University of Chicago Press. 2011. ISBN: 9780226893273


Additional readings can be accessed on myCourses.



Grades will be computed in the following way:

  • two reaction papers (4pp.) worth 20% each (40%),
  • team research project 20%
  • student–led class discussions 10%,
  • final 15%,
  • journal postings 10%
  • class participation 5%



  • Reaction papers are short essays, max. 4 pp., which analyze critically an aspect of the readings. Two reaction papers are scheduled this semester, each after a set of readings about a particular topic. For your reaction paper: choose an issue that you find interesting/compelling and compare how the authors examine this issue in the class readings and add an additional perspective from your own research, making sure that your paper includes cross-cultural comparisons. You will need at least two additional sources. As you start your paper, keep the following questions in mind: Why do you find the issue significant? Why is it important/significant in the context of global health?
  •  Student-led discussions are an interesting tool which gives you the student the opportunity to highlight your own perspectives on a particular reading. This is a team-based exercise. Important: On the day you are assigned to lead a discussion, your team should come prepared with: 1) a brief summary/explanation of the reading which highlights a specific aspect of the author’s discussion and why you find this issue of interest in the context of this class. Why is this issue relevant? Can you link it to a particular theoretical perspective? To other readings? 2) Prepare a few questions and comments to engage us in exploring these ideas. Our class TAs and I are available to meet with you before your scheduled presentation if you wish to discuss some ideas. Each team will be assigned a 20 min slot at the beginning of the semester. 3) Drop an annotated bibliography and discussion outline by 8:00 am on the day of your presentation in the folder marked “Student Led Discussions” in the Course Materials section of myCourses. 4) Each team should meet with Librarian Kim Hoffman one week before your scheduled discussion session.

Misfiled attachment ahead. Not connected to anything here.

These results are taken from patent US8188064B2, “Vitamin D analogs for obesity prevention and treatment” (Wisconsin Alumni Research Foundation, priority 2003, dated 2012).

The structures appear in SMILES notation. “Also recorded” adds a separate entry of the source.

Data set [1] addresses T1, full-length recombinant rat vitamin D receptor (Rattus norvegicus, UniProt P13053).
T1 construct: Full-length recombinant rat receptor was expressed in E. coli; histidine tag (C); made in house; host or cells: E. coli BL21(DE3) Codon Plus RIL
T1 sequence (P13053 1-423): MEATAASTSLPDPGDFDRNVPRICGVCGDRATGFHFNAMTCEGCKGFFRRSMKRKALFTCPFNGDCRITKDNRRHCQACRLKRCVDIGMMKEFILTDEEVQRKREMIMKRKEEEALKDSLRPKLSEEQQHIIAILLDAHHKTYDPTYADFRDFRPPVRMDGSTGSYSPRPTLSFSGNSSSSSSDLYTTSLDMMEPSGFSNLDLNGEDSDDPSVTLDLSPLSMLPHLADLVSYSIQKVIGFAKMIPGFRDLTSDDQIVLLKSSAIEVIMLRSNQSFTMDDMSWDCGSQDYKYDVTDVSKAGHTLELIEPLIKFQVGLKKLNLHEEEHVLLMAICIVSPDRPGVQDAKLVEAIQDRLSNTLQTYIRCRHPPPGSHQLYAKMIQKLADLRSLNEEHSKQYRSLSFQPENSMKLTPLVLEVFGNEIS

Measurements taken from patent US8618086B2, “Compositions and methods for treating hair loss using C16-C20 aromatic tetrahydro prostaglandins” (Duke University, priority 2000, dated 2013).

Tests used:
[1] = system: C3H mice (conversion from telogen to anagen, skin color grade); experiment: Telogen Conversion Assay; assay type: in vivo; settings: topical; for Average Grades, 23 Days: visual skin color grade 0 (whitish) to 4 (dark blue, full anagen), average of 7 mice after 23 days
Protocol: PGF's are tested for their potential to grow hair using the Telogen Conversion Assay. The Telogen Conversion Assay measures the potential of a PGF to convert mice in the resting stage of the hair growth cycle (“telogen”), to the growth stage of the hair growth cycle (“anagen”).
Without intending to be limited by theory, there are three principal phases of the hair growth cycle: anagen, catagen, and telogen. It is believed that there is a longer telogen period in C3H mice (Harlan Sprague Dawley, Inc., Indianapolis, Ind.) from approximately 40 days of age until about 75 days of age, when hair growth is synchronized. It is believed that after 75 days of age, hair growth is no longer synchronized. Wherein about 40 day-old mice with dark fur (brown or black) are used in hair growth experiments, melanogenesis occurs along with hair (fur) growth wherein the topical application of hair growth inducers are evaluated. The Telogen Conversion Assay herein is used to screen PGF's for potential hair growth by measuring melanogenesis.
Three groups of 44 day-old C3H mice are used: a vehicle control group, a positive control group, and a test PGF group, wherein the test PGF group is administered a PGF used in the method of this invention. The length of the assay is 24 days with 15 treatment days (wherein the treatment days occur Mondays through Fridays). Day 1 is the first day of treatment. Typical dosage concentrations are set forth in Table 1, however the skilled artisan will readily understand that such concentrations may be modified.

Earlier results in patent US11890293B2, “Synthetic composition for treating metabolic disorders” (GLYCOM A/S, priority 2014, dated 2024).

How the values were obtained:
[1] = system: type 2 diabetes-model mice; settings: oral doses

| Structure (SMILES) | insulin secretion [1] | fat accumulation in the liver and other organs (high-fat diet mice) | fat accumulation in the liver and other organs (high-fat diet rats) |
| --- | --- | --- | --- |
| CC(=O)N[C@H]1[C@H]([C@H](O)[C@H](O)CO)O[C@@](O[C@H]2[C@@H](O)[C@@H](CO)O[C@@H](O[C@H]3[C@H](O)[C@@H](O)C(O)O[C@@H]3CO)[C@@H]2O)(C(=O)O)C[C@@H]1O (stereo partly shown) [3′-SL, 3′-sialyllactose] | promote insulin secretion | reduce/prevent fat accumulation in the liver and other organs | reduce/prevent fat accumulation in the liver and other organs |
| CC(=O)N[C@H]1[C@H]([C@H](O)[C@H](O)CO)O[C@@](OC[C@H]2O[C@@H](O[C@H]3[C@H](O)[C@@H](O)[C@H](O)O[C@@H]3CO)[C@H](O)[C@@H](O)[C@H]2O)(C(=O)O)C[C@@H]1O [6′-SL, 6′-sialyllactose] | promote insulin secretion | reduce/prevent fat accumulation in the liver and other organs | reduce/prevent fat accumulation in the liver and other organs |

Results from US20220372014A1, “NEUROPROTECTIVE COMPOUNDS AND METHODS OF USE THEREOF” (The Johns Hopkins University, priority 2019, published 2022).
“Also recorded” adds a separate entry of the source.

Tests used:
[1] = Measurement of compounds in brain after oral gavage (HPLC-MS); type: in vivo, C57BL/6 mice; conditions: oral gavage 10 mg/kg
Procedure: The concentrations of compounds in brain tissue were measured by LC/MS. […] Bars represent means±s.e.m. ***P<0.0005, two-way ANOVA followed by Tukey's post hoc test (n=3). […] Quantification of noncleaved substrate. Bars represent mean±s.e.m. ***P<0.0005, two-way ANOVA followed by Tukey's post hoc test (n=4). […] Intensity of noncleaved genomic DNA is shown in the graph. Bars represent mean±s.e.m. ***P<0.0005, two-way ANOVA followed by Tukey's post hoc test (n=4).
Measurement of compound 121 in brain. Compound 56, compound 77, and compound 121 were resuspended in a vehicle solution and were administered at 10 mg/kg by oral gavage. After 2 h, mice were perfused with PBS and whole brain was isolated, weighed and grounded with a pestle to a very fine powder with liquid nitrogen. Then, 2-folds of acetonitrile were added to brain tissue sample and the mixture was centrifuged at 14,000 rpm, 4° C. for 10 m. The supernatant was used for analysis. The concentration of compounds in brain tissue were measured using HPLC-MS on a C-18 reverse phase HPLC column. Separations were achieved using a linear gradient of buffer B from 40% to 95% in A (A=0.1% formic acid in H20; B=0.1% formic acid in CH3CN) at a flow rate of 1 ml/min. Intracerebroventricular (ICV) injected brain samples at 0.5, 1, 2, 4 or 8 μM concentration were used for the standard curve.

• Group Research Project: A semester long research project on a topic of your choice. This will be discussed thoroughly in class and our teaching team—myself, Research Librarian Kim Hoffman, and class TAs, will assist you as you make your decisions. This project represents a significant component of your final grade so prepare accordingly. We will have a list of possible topics in the folder marked “Poster Session” in the Course Material section of myCourses.
  • The Final is also a group effort and will consist of a formal presentation of your group project.
  • A minimum of 10 entries consisting of thoughtful short interpretations/analyses of the week's reading, films or discussions. We expect entries to be at least 150 words; be well-written; and represent a thoughtful evaluation of the material. Post these assignments weekly in the folder entitled "Weekly Comments” in myCourses".
  • The class participation portion of your grade reflects how engaged you are in class and how you keep up with the readings. Come to class prepared to participate in discussions.
  • Extra credit: you can earn two extra points on your final grade by completing four of the following choices and writing a 200 words summary for each: attend programs related to the course, visit a health center which provides care to minorities or immigrants, interview a care provider about their perspective on global health concerns, or interview an immigrant about their health beliefs. If you have other suggestions, discuss them with the TAs or I first. Post your entries in the appropriate folder on myCourses by the last day of classes. No partial credits!


Please note: all assignments are due on the date indicated on the syllabus. There will be a penalty for late assignments.

  • We will follow the plagiarism policy outlined in the College bulletin; please review it.
  • You need to cite all sources of information used in your assignments. Failure to do so will be considered as plagiarism and result in lower grades or even failing the assignment. For more information, consult the Geneseo Citing Guide
  • This is a 300 level discussion-based seminar therefore I expect that you will come to class prepared, complete all assignments on time, and attend classes regularly.






Week One       

1/21                 INTRODUCTION